Excerpt: From the Patriarch Jacob to Cardinal Vaughan, from Saint Basil to Pius X, all great men, all great saints, are practically unanimous in proclaiming the prominent part played by their mothers in the molding of their characters and the shaping of their lives; many a time it has been the pleasant duty of the biographer to record such a declaration as this found in the correspondence of his hero: “To my mother I owe what is best in me.” In the case of the saints, the mother has been usually the docile instrument of supernatural favors, the living channel of grace, and one would be almost tempted to say, the necessary complement of God, His visible shadow, His faithful substitute. Most of the saints, no doubt, could repeat and apply to themselves the words of Saint Gregory the Great, still written on the walls of the Mount Coelius Convent: “It is Sylvia, my saintly mother, who gave me the Church.” Unfortunately, in the annals of Christian motherhood there are many blank pages; and too often, to his deep regret, the historian finds nothing to satisfy his eager curiosity, except the mere mention of a name accompanied with some commonplace eulogy of the vaguest character. And yet, from the heroic mother of the Maccabees to the peasant mother of the Cure of Ars, what a gallery of unique pictures, what a glorious procession of brave women, come from every walk of life! The first three centuries of Church history are the heroic age of Christian motherhood. For practically three hundred years, with intervals of unequal duration, the Christian home is under the fire of persecution; every member of the family is a candidate for martyrdom, and the mother is educating her children not for life, but for death. Their little ones breathed freely the heroic atmosphere in which Christian fortitude grew and blossomed naturally. Such fortitude had not failed in the Confessors and Virgins, and it did not fail in the Christian mothers whom we find not more faithful than other witnesses of Christ, but undoubtedly more sublime: for besides delivering themselves to the executioners, they were called upon to deliver their children as well. A sentence, borrowed from the Acta Martyrum, throws a flood of heavenly light upon this, the heroic age of Christian motherhood. The Roman magistrate said to the mother: “Sacrifice to the gods or else not only you, but your seven children will be put to the rack.” And the Christian mother answered: “Is it possible that I may have the happiness of being eight times a martyr?” The mother to whom we owe this typical answer was Saint Symphorosa, wife of the noble and charitable Getulius. Heroism was a tradition in the family, for the husband had cheerfully given up his life for his divine Master, and his worthy spouse had buried him with her own hands in the arenarium of their country house, in the land of the Sabines.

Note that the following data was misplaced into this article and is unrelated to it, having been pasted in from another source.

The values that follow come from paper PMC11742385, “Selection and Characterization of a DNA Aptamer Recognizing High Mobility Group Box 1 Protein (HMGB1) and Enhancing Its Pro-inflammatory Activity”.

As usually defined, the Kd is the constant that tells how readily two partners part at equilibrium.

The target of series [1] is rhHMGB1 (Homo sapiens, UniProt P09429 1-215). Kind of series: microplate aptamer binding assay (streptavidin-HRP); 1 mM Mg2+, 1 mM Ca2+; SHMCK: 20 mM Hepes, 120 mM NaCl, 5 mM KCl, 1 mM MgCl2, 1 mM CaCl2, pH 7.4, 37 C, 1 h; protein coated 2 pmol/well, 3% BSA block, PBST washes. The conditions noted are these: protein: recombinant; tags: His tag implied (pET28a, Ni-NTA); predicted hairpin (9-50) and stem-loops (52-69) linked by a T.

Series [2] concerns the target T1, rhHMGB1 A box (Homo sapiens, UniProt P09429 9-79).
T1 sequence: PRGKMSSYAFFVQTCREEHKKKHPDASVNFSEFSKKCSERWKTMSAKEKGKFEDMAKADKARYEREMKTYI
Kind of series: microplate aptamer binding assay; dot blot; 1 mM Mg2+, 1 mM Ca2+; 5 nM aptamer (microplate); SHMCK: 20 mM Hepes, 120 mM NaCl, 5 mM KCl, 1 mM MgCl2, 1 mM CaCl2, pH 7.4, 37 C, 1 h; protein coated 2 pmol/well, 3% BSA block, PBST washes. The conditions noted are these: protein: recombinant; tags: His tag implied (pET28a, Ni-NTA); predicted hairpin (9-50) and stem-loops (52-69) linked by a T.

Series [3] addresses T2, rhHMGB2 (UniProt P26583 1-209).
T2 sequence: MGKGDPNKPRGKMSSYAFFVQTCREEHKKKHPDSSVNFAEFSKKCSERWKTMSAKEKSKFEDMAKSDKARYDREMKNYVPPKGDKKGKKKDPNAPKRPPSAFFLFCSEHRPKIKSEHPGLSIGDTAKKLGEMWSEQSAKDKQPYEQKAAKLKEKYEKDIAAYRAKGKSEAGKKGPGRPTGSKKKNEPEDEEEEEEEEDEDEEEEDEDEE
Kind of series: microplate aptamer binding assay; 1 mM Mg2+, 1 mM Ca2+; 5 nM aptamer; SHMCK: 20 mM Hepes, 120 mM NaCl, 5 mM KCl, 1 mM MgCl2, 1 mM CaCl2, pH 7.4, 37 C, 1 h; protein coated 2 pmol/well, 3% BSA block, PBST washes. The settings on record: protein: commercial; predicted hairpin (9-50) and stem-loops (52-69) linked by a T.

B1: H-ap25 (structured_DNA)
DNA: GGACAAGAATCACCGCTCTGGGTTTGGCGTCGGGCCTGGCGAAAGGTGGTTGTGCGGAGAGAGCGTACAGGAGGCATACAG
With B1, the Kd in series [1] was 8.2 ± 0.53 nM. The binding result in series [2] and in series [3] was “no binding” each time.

F. Drouet C.M., Paperback, ISBN 10: 1530862493, ISBN 13: 9781530862498